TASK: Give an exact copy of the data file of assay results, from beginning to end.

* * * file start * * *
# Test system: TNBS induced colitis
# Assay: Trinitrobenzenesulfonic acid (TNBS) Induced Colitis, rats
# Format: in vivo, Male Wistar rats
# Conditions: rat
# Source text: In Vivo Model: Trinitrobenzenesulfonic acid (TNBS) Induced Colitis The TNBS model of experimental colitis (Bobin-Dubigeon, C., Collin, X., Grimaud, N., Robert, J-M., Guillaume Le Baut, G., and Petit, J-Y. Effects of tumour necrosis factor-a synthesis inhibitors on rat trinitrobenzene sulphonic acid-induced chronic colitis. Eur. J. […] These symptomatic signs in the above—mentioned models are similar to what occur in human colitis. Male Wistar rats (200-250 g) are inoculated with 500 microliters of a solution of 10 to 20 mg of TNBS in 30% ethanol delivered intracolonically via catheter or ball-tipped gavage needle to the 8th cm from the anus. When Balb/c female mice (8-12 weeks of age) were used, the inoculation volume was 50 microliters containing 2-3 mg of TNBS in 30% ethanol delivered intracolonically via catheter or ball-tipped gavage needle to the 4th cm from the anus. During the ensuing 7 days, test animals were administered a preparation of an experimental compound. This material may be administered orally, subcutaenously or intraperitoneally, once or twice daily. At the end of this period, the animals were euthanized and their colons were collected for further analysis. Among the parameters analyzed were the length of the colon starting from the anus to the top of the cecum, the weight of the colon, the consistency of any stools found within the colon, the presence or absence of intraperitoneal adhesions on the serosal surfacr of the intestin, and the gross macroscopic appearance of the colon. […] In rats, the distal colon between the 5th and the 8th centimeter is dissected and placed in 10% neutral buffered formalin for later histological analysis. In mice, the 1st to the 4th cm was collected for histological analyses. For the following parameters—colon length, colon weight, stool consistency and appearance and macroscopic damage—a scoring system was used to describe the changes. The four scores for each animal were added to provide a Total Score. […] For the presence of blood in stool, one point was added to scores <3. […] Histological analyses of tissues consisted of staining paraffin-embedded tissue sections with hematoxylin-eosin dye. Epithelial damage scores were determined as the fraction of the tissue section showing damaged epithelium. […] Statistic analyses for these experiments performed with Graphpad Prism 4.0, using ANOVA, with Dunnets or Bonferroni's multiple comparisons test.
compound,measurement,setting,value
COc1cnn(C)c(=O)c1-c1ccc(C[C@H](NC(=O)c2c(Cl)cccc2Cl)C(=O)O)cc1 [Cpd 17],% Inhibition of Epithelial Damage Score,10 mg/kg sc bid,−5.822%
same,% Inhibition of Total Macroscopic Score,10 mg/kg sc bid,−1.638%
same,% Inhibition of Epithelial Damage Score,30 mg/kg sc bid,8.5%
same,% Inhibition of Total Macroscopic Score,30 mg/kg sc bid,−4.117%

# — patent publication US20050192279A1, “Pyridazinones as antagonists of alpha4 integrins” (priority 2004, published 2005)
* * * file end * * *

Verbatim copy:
# Test system: TNBS induced colitis
# Assay: Trinitrobenzenesulfonic acid (TNBS) Induced Colitis, rats
# Format: in vivo, Male Wistar rats
# Conditions: rat
# Source text: In Vivo Model: Trinitrobenzenesulfonic acid (TNBS) Induced Colitis The TNBS model of experimental colitis (Bobin-Dubigeon, C., Collin, X., Grimaud, N., Robert, J-M., Guillaume Le Baut, G., and Petit, J-Y. Effects of tumour necrosis factor-a synthesis inhibitors on rat trinitrobenzene sulphonic acid-induced chronic colitis. Eur. J. […] These symptomatic signs in the above—mentioned models are similar to what occur in human colitis. Male Wistar rats (200-250 g) are inoculated with 500 microliters of a solution of 10 to 20 mg of TNBS in 30% ethanol delivered intracolonically via catheter or ball-tipped gavage needle to the 8th cm from the anus. When Balb/c female mice (8-12 weeks of age) were used, the inoculation volume was 50 microliters containing 2-3 mg of TNBS in 30% ethanol delivered intracolonically via catheter or ball-tipped gavage needle to the 4th cm from the anus. During the ensuing 7 days, test animals were administered a preparation of an experimental compound. This material may be administered orally, subcutaenously or intraperitoneally, once or twice daily. At the end of this period, the animals were euthanized and their colons were collected for further analysis. Among the parameters analyzed were the length of the colon starting from the anus to the top of the cecum, the weight of the colon, the consistency of any stools found within the colon, the presence or absence of intraperitoneal adhesions on the serosal surfacr of the intestin, and the gross macroscopic appearance of the colon. […] In rats, the distal colon between the 5th and the 8th centimeter is dissected and placed in 10% neutral buffered formalin for later histological analysis. In mice, the 1st to the 4th cm was collected for histological analyses. For the following parameters—colon length, colon weight, stool consistency and appearance and macroscopic damage—a scoring system was used to describe the changes. The four scores for each animal were added to provide a Total Score. […] For the presence of blood in stool, one point was added to scores <3. […] Histological analyses of tissues consisted of staining paraffin-embedded tissue sections with hematoxylin-eosin dye. Epithelial damage scores were determined as the fraction of the tissue section showing damaged epithelium. […] Statistic analyses for these experiments performed with Graphpad Prism 4.0, using ANOVA, with Dunnets or Bonferroni's multiple comparisons test.
compound,measurement,setting,value
COc1cnn(C)c(=O)c1-c1ccc(C[C@H](NC(=O)c2c(Cl)cccc2Cl)C(=O)O)cc1 [Cpd 17],% Inhibition of Epithelial Damage Score,10 mg/kg sc bid,−5.822%
same,% Inhibition of Total Macroscopic Score,10 mg/kg sc bid,−1.638%
same,% Inhibition of Epithelial Damage Score,30 mg/kg sc bid,8.5%
same,% Inhibition of Total Macroscopic Score,30 mg/kg sc bid,−4.117%

# — patent publication US20050192279A1, “Pyridazinones as antagonists of alpha4 integrins” (priority 2004, published 2005)